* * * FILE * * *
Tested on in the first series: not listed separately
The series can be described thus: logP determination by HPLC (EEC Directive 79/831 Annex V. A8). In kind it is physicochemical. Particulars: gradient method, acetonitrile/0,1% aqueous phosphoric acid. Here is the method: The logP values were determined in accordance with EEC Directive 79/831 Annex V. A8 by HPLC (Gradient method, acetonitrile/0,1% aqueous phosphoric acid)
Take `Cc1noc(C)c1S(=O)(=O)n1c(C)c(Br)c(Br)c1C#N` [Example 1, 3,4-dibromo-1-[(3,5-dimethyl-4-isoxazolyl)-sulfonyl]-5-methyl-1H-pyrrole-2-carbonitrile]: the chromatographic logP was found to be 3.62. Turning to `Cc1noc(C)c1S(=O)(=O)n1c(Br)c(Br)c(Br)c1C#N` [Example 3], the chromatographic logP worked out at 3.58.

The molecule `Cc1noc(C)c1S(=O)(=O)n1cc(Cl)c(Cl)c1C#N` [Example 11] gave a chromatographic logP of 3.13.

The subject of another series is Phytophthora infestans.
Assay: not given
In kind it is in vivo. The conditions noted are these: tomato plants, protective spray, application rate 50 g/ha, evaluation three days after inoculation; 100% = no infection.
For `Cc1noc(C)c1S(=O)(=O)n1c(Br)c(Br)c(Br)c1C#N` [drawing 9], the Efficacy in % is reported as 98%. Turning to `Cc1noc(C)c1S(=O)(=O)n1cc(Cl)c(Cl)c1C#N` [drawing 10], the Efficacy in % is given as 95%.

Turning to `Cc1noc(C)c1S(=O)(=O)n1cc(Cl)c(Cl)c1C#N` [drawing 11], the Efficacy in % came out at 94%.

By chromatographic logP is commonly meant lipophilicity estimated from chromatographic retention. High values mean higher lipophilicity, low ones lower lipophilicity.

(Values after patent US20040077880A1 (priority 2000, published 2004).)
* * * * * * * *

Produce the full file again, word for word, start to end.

Tested on in the first series: not listed separately
The series can be described thus: logP determination by HPLC (EEC Directive 79/831 Annex V. A8). In kind it is physicochemical. Particulars: gradient method, acetonitrile/0,1% aqueous phosphoric acid. Here is the method: The logP values were determined in accordance with EEC Directive 79/831 Annex V. A8 by HPLC (Gradient method, acetonitrile/0,1% aqueous phosphoric acid)
Take `Cc1noc(C)c1S(=O)(=O)n1c(C)c(Br)c(Br)c1C#N` [Example 1, 3,4-dibromo-1-[(3,5-dimethyl-4-isoxazolyl)-sulfonyl]-5-methyl-1H-pyrrole-2-carbonitrile]: the chromatographic logP was found to be 3.62. Turning to `Cc1noc(C)c1S(=O)(=O)n1c(Br)c(Br)c(Br)c1C#N` [Example 3], the chromatographic logP worked out at 3.58.

The molecule `Cc1noc(C)c1S(=O)(=O)n1cc(Cl)c(Cl)c1C#N` [Example 11] gave a chromatographic logP of 3.13.

The subject of another series is Phytophthora infestans.
Assay: not given
In kind it is in vivo. The conditions noted are these: tomato plants, protective spray, application rate 50 g/ha, evaluation three days after inoculation; 100% = no infection.
For `Cc1noc(C)c1S(=O)(=O)n1c(Br)c(Br)c(Br)c1C#N` [drawing 9], the Efficacy in % is reported as 98%. Turning to `Cc1noc(C)c1S(=O)(=O)n1cc(Cl)c(Cl)c1C#N` [drawing 10], the Efficacy in % is given as 95%.

Turning to `Cc1noc(C)c1S(=O)(=O)n1cc(Cl)c(Cl)c1C#N` [drawing 11], the Efficacy in % came out at 94%.

By chromatographic logP is commonly meant lipophilicity estimated from chromatographic retention. High values mean higher lipophilicity, low ones lower lipophilicity.

(Values after patent US20040077880A1 (priority 2000, published 2004).)